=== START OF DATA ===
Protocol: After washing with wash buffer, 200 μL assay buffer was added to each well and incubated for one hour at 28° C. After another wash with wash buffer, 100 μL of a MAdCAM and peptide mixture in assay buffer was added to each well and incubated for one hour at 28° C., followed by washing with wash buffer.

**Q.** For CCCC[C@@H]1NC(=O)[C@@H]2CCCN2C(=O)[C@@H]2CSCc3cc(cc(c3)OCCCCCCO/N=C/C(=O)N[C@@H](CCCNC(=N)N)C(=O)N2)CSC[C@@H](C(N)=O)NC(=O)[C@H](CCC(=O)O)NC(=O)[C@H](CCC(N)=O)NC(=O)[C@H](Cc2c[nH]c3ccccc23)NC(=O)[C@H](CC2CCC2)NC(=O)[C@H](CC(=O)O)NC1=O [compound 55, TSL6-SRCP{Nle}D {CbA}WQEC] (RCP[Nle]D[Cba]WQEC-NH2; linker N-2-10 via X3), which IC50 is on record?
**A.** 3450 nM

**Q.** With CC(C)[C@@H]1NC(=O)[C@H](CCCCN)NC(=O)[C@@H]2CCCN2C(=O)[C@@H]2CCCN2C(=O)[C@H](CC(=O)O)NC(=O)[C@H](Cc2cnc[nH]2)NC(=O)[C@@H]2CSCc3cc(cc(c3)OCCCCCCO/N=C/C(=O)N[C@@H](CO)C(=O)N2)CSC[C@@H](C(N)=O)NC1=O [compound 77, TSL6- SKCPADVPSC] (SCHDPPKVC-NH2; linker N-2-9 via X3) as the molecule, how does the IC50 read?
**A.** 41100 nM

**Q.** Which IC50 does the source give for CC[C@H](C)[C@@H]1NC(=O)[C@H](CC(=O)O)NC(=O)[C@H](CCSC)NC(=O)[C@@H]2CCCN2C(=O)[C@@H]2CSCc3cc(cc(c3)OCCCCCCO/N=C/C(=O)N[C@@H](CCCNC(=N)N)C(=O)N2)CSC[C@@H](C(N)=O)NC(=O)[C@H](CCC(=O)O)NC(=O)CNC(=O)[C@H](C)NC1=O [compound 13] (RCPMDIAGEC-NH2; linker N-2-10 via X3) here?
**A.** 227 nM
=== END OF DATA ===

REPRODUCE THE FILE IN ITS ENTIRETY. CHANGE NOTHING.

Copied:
Protocol: After washing with wash buffer, 200 μL assay buffer was added to each well and incubated for one hour at 28° C. After another wash with wash buffer, 100 μL of a MAdCAM and peptide mixture in assay buffer was added to each well and incubated for one hour at 28° C., followed by washing with wash buffer.

**Q.** For CCCC[C@@H]1NC(=O)[C@@H]2CCCN2C(=O)[C@@H]2CSCc3cc(cc(c3)OCCCCCCO/N=C/C(=O)N[C@@H](CCCNC(=N)N)C(=O)N2)CSC[C@@H](C(N)=O)NC(=O)[C@H](CCC(=O)O)NC(=O)[C@H](CCC(N)=O)NC(=O)[C@H](Cc2c[nH]c3ccccc23)NC(=O)[C@H](CC2CCC2)NC(=O)[C@H](CC(=O)O)NC1=O [compound 55, TSL6-SRCP{Nle}D {CbA}WQEC] (RCP[Nle]D[Cba]WQEC-NH2; linker N-2-10 via X3), which IC50 is on record?
**A.** 3450 nM

**Q.** With CC(C)[C@@H]1NC(=O)[C@H](CCCCN)NC(=O)[C@@H]2CCCN2C(=O)[C@@H]2CCCN2C(=O)[C@H](CC(=O)O)NC(=O)[C@H](Cc2cnc[nH]2)NC(=O)[C@@H]2CSCc3cc(cc(c3)OCCCCCCO/N=C/C(=O)N[C@@H](CO)C(=O)N2)CSC[C@@H](C(N)=O)NC1=O [compound 77, TSL6- SKCPADVPSC] (SCHDPPKVC-NH2; linker N-2-9 via X3) as the molecule, how does the IC50 read?
**A.** 41100 nM

**Q.** Which IC50 does the source give for CC[C@H](C)[C@@H]1NC(=O)[C@H](CC(=O)O)NC(=O)[C@H](CCSC)NC(=O)[C@@H]2CCCN2C(=O)[C@@H]2CSCc3cc(cc(c3)OCCCCCCO/N=C/C(=O)N[C@@H](CCCNC(=N)N)C(=O)N2)CSC[C@@H](C(N)=O)NC(=O)[C@H](CCC(=O)O)NC(=O)CNC(=O)[C@H](C)NC1=O [compound 13] (RCPMDIAGEC-NH2; linker N-2-10 via X3) here?
**A.** 227 nM